With the first-ever Influencer Marketing Awards (IMAs) taking place in March 2019, we caught up with Takumi’s founder and CEO, Solberg Audunsson, to discuss how influencer marketing will look next year, the challenges the industry face and how Takumi is evolving with the ever-changing influencer landscape.
Takumi will be attending the IMAs as a sponsor of the Most Effective Collaboration or Partnership category.
First of all, could you give us a quick overview of your company and what you do?
Takumi is a leading managed service platform for influencer campaigns, founded by myself, Mats Stigzelius and Gummi Eggertsson in 2015. The influencer (iOS and Android) app allows approved Instagram users with as few as 1,000 followers to browse a selection of “gigs” listed by brands. The influencer chooses which campaigns they want to support, posting their own creative spin on the proposed brief, including a hashtag signposting it as paid-for-content. Takumi turned three years old in November but the team has been involved in the influencer marketing game since the very beginning. To date, Takumi has helped generate more than 31,000 pieces of content and work with more than 15,000 influencers and 750 brands, the likes of Nike, Kellogg’s and Amazon. Takumi has offices in London, New York, Berlin, and Reykjavik. Takumi has also been featured in this year’s Top 100: Britain’s Fastest-Growing Businesses report, at position 57. The new report identifies the top 100 companies that have increased in value the most since 2015.
How does it feel to be sponsoring the category for Most Effective Collaboration or Partnership at the first-ever IMAs?
Influencer marketing is a rapidly growing industry which has delivered brilliant work with a pool of creative talent – this will continue to excel as the industry matures. The Influencer Marketing Awards is the perfect arena to celebrate the very best influencer marketing campaigns. We’re excited to be part of this occasion and provide the recognition the industry deserves.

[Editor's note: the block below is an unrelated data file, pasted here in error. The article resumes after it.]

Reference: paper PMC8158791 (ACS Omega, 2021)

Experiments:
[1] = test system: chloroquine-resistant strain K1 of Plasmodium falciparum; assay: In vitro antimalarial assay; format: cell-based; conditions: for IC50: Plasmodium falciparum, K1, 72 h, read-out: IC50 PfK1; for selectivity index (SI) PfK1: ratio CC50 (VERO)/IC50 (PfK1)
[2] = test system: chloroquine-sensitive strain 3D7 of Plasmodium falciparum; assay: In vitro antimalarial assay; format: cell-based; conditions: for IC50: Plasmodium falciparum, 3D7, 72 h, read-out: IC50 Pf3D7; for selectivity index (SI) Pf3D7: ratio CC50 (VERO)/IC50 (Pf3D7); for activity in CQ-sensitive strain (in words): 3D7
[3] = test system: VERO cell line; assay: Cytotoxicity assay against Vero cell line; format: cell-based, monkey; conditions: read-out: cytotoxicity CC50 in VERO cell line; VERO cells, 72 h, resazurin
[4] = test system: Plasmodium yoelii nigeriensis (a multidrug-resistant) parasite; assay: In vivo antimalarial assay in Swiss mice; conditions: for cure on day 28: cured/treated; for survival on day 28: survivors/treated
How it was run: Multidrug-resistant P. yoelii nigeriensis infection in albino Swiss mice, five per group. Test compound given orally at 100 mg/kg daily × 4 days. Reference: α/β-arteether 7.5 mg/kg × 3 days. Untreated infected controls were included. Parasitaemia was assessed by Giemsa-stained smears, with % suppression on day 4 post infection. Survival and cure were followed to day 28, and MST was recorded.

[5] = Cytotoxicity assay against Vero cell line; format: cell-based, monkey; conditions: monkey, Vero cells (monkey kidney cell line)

What key developments in the industry have you seen within the last 12 months, and how has your company maneuvered with them?
In the past year, brands and marketers have tried to approach more accurate measurements of impact. Although influencer marketing remains top of the funnel, attempts at understanding and triangulating its effectiveness in various ways can deliver insight that helps justify deeper commitments to the activity. Recently, Takumi announced a major shift in how it evaluates influencers for brand campaigns. Instead of using follower numbers to measure campaign impact and cost, we’re using the actual number of impressions generated by content. This movement is a bid to improve transparency and fight fraud, and the move is a significant first for the industry. The influencer marketing sector has traditionally used an account’s follower number as the primary basis for cost per mille metrics, especially when selling campaigns to brands and identifying creators. This can prove misleading though, as it’s estimated that only 25% of an account’s following will actually see the post on average, meaning brands and marketers pay for reach they won’t get. The switch to ‘guaranteed impressions’ will tackle this, ensuring that brands are paying for measurable results and getting better value for money, while also making it more difficult for influencers trying to secure brand partnerships with fake followers.This development is a sign that influencers are becoming validated as a serious part of the marketing mix, and the coming year will see the sector approach maturity.
Are there any exciting trends within the influencer marketing space right now?